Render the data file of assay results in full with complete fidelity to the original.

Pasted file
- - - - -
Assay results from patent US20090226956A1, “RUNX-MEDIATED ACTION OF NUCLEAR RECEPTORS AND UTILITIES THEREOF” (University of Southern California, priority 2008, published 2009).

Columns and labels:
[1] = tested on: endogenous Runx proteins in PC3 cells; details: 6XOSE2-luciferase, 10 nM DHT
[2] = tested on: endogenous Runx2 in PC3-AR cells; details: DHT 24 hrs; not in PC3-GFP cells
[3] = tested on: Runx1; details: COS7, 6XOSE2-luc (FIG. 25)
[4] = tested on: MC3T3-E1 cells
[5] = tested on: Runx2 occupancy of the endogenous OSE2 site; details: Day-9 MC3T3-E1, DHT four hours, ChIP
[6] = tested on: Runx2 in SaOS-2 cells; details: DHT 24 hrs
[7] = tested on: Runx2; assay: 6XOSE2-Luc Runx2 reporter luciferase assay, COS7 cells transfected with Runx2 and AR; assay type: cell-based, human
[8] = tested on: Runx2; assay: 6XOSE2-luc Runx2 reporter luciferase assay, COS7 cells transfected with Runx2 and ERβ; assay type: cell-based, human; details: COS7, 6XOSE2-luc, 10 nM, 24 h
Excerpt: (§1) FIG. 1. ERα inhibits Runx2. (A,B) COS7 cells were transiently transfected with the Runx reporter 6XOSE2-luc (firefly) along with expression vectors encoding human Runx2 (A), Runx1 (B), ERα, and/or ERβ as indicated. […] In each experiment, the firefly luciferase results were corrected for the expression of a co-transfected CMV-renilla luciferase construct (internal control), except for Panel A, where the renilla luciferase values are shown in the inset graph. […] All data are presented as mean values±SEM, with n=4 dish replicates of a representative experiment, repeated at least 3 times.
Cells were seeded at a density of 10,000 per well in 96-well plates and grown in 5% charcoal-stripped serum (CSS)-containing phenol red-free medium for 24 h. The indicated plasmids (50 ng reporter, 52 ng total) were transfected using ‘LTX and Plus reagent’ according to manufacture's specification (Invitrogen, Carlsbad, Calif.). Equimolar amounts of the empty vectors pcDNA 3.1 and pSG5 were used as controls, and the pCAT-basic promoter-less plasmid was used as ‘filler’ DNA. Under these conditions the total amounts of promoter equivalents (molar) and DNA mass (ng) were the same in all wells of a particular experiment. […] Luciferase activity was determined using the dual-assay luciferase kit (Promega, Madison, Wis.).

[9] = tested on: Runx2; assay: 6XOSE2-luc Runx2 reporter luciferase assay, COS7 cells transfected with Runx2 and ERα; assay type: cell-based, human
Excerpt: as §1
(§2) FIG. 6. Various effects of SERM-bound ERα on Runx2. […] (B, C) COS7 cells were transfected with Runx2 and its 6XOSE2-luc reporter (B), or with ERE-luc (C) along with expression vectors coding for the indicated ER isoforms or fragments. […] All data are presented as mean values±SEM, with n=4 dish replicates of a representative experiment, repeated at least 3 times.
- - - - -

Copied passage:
Assay results from patent US20090226956A1, “RUNX-MEDIATED ACTION OF NUCLEAR RECEPTORS AND UTILITIES THEREOF” (University of Southern California, priority 2008, published 2009).

Columns and labels:
[1] = tested on: endogenous Runx proteins in PC3 cells; details: 6XOSE2-luciferase, 10 nM DHT
[2] = tested on: endogenous Runx2 in PC3-AR cells; details: DHT 24 hrs; not in PC3-GFP cells
[3] = tested on: Runx1; details: COS7, 6XOSE2-luc (FIG. 25)
[4] = tested on: MC3T3-E1 cells
[5] = tested on: Runx2 occupancy of the endogenous OSE2 site; details: Day-9 MC3T3-E1, DHT four hours, ChIP
[6] = tested on: Runx2 in SaOS-2 cells; details: DHT 24 hrs
[7] = tested on: Runx2; assay: 6XOSE2-Luc Runx2 reporter luciferase assay, COS7 cells transfected with Runx2 and AR; assay type: cell-based, human
[8] = tested on: Runx2; assay: 6XOSE2-luc Runx2 reporter luciferase assay, COS7 cells transfected with Runx2 and ERβ; assay type: cell-based, human; details: COS7, 6XOSE2-luc, 10 nM, 24 h
Excerpt: (§1) FIG. 1. ERα inhibits Runx2. (A,B) COS7 cells were transiently transfected with the Runx reporter 6XOSE2-luc (firefly) along with expression vectors encoding human Runx2 (A), Runx1 (B), ERα, and/or ERβ as indicated. […] In each experiment, the firefly luciferase results were corrected for the expression of a co-transfected CMV-renilla luciferase construct (internal control), except for Panel A, where the renilla luciferase values are shown in the inset graph. […] All data are presented as mean values±SEM, with n=4 dish replicates of a representative experiment, repeated at least 3 times.
Cells were seeded at a density of 10,000 per well in 96-well plates and grown in 5% charcoal-stripped serum (CSS)-containing phenol red-free medium for 24 h. The indicated plasmids (50 ng reporter, 52 ng total) were transfected using ‘LTX and Plus reagent’ according to manufacture's specification (Invitrogen, Carlsbad, Calif.). Equimolar amounts of the empty vectors pcDNA 3.1 and pSG5 were used as controls, and the pCAT-basic promoter-less plasmid was used as ‘filler’ DNA. Under these conditions the total amounts of promoter equivalents (molar) and DNA mass (ng) were the same in all wells of a particular experiment. […] Luciferase activity was determined using the dual-assay luciferase kit (Promega, Madison, Wis.).

[9] = tested on: Runx2; assay: 6XOSE2-luc Runx2 reporter luciferase assay, COS7 cells transfected with Runx2 and ERα; assay type: cell-based, human
Excerpt: as §1
(§2) FIG. 6. Various effects of SERM-bound ERα on Runx2. […] (B, C) COS7 cells were transfected with Runx2 and its 6XOSE2-luc reporter (B), or with ERE-luc (C) along with expression vectors coding for the indicated ER isoforms or fragments. […] All data are presented as mean values±SEM, with n=4 dish replicates of a representative experiment, repeated at least 3 times.